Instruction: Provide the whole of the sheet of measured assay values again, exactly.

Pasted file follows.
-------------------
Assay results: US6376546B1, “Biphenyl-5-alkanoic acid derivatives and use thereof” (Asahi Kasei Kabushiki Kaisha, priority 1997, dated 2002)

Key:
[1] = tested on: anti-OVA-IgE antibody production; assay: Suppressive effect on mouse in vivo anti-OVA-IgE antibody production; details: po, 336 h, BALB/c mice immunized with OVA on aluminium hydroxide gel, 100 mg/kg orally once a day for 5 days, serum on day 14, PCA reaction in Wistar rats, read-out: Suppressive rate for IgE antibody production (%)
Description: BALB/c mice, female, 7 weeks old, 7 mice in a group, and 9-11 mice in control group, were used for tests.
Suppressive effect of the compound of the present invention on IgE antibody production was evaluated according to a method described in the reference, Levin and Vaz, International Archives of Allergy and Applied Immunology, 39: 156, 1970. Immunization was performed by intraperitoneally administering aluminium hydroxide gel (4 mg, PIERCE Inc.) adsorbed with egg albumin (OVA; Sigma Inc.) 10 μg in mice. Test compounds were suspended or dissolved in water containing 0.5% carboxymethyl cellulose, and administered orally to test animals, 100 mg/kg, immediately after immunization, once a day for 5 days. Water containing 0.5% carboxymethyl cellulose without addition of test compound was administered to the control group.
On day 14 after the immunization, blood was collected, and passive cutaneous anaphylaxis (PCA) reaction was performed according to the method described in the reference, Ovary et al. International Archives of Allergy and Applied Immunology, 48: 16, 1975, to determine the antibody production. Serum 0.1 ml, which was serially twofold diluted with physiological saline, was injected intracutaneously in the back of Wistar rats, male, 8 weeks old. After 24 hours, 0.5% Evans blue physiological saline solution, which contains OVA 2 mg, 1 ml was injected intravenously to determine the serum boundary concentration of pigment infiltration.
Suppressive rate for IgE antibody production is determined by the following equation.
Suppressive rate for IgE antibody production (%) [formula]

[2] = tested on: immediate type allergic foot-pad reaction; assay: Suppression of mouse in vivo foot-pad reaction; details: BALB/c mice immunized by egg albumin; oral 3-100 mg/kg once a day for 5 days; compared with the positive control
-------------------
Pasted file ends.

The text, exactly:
Assay results: US6376546B1, “Biphenyl-5-alkanoic acid derivatives and use thereof” (Asahi Kasei Kabushiki Kaisha, priority 1997, dated 2002)

Key:
[1] = tested on: anti-OVA-IgE antibody production; assay: Suppressive effect on mouse in vivo anti-OVA-IgE antibody production; details: po, 336 h, BALB/c mice immunized with OVA on aluminium hydroxide gel, 100 mg/kg orally once a day for 5 days, serum on day 14, PCA reaction in Wistar rats, read-out: Suppressive rate for IgE antibody production (%)
Description: BALB/c mice, female, 7 weeks old, 7 mice in a group, and 9-11 mice in control group, were used for tests.
Suppressive effect of the compound of the present invention on IgE antibody production was evaluated according to a method described in the reference, Levin and Vaz, International Archives of Allergy and Applied Immunology, 39: 156, 1970. Immunization was performed by intraperitoneally administering aluminium hydroxide gel (4 mg, PIERCE Inc.) adsorbed with egg albumin (OVA; Sigma Inc.) 10 μg in mice. Test compounds were suspended or dissolved in water containing 0.5% carboxymethyl cellulose, and administered orally to test animals, 100 mg/kg, immediately after immunization, once a day for 5 days. Water containing 0.5% carboxymethyl cellulose without addition of test compound was administered to the control group.
On day 14 after the immunization, blood was collected, and passive cutaneous anaphylaxis (PCA) reaction was performed according to the method described in the reference, Ovary et al. International Archives of Allergy and Applied Immunology, 48: 16, 1975, to determine the antibody production. Serum 0.1 ml, which was serially twofold diluted with physiological saline, was injected intracutaneously in the back of Wistar rats, male, 8 weeks old. After 24 hours, 0.5% Evans blue physiological saline solution, which contains OVA 2 mg, 1 ml was injected intravenously to determine the serum boundary concentration of pigment infiltration.
Suppressive rate for IgE antibody production is determined by the following equation.
Suppressive rate for IgE antibody production (%) [formula]

[2] = tested on: immediate type allergic foot-pad reaction; assay: Suppression of mouse in vivo foot-pad reaction; details: BALB/c mice immunized by egg albumin; oral 3-100 mg/kg once a day for 5 days; compared with the positive control